Prostate Biopsy and Ultrasound of the Prostate:
A urologist's recommendation for prostate biopsy depends on a number of factors including the digital rectal exam, total PSA level, percent Free PSA, age based PSA, and PSA velocity.
Transrectal Ultrasound Biopsy of the Prostate
The most common technique for prostate biopsy is called Transrectal Ultrasound Guided Needle Prostate Biopsy (TRUS/PNbx). An ultrasound probe is placed in the rectum. Prostate is examined in different dimensions. Suspicious areas are identified. A biopsy needle is passed through the ultrasound probe into various locations of the prostate. Multiple samples are obtained. The number of samples and the locations of biopsy are hot topics of discussion in the urologic literature. In general six to 18 samples are obtained from the outer edges of the prostate, as well as suspicious areas found on digital rectal exam or ultrasound exam.
A prostate Doppler exam is a trans-rectal ultrasound test of the prostate which uses sound waves to determine degree of blood flow in various regions of the prostate. The theory is that areas with higher blood flow contain cancerous lesions, an association which has not yet been proven. Research on this topic has not yet proven that an ultrasound Doppler of the prostate can accurately
find areas of cancer in the prostate.
Radiologic tests for prostate cancer
CT Scan (AKA "CAT SCAN"):
X-Ray test using radiation and intravenous contrast:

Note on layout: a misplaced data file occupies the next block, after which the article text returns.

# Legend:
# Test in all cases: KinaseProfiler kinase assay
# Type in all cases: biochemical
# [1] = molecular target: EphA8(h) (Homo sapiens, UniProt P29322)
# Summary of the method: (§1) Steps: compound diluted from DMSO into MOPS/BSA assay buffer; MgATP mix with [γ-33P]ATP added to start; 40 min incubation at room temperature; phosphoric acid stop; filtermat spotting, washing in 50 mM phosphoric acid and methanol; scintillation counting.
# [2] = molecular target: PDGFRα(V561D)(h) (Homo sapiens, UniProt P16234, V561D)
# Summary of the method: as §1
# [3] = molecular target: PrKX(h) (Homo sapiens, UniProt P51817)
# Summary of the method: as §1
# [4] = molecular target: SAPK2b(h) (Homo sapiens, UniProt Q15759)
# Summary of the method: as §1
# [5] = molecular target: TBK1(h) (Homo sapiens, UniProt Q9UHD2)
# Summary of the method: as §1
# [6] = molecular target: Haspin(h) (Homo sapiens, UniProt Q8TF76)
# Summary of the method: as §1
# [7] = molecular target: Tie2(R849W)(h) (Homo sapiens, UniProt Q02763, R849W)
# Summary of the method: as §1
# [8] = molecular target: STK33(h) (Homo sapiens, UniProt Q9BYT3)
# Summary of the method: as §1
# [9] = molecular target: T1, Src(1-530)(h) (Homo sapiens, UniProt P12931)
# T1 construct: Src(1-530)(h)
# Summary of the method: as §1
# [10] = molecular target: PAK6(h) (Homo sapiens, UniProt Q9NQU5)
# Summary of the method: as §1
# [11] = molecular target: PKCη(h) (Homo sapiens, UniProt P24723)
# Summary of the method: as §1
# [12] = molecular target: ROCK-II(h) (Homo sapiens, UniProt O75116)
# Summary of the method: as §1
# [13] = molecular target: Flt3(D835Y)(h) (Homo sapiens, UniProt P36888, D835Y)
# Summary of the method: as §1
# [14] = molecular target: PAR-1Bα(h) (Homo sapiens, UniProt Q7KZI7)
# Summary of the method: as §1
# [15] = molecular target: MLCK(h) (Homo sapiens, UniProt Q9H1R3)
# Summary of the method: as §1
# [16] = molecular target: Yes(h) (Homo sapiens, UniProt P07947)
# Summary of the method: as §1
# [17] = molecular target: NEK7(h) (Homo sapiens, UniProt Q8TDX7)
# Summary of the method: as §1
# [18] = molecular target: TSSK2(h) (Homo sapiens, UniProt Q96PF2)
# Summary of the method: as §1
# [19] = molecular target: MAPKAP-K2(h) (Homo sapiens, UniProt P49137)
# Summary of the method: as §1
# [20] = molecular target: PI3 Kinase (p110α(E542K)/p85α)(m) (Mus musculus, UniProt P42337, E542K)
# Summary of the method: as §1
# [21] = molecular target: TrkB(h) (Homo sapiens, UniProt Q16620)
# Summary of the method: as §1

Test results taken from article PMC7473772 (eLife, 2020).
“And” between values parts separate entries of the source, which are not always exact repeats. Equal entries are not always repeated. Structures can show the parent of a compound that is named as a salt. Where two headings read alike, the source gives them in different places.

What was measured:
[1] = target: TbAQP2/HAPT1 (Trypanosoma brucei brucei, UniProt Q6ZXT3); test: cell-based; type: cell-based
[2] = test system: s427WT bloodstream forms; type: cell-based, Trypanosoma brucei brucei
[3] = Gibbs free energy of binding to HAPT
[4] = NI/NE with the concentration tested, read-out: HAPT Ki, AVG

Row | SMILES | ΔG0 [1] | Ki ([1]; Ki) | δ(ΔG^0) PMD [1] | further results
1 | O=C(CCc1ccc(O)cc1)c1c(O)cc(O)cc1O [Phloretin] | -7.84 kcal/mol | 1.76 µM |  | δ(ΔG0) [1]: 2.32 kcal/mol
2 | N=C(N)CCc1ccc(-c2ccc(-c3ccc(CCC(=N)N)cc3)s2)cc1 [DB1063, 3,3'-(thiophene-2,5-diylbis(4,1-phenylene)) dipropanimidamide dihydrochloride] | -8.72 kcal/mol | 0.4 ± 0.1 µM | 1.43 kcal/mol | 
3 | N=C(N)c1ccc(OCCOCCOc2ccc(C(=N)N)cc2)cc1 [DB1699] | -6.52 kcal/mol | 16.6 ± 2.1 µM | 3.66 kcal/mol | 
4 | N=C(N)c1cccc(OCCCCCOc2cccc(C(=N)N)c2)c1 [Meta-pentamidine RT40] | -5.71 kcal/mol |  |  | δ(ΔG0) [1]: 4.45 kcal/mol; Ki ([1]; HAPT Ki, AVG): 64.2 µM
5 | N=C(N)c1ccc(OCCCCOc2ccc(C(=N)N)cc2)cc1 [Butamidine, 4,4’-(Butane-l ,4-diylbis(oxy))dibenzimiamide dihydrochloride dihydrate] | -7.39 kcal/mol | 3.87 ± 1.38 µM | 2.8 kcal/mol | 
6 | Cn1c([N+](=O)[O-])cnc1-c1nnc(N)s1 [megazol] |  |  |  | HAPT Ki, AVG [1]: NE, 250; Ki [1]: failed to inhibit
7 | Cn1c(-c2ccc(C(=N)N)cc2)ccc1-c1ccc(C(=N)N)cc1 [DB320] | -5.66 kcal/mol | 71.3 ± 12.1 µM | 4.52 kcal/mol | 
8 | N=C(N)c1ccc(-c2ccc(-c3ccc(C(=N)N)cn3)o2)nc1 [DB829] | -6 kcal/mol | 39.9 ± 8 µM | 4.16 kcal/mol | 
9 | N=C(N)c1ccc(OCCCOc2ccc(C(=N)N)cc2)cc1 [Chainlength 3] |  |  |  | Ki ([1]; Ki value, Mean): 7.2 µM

- Determine if there has been any metastasis to other organs or lymph nodes
- Determine if there is extension of prostate cancer beyond the capsule
MRI: Magnetic Resonance Imaging:
Film obtained by magnetic field without need for radiation. MRI is useful test for examining soft tissue and bones.
- Endo-Rectal Coil: Placement of probe within rectum to determine extension beyond capsule of prostate.
- Determine lymph node or boney involvement
X-Ray test using a radionuclide for bones to determine spread of cancer to bones
X-Ray test with radionuclide that attaches to tissues that make PSA. Theoretically if there is PSA production in an area outside the prostate gland, then that area probably contains prostate cancer, indicating prostate cancer spread. Prostascint Scan however is not very accurate, and has a high rate of false positive results.
Doppler exam is a trans-rectal ultrasound test of the prostate which uses sound waves to determine degree of blood flow in various regions of the prostate. The theory is that areas with higher blood flow contain cancerous lesions, an association which has not yet been proven. Research on this topic has not yet proven that Doppler of the prostate can accurately find areas of cancer in the prostate.
PET Scan: Positive Emission Tomography
PET Scan uses a radionuclide that looks for cells that are rapidly dividing and growing. Rapidly dividing cells usually represent cancerous cells. Therefore, PET Scan can be used to determine if there is metastasis outside the organ from which cancer originated. However, because prostate cancer cells do not divide and grow very fast, PET Scan is not an accurate test for prostate cancer.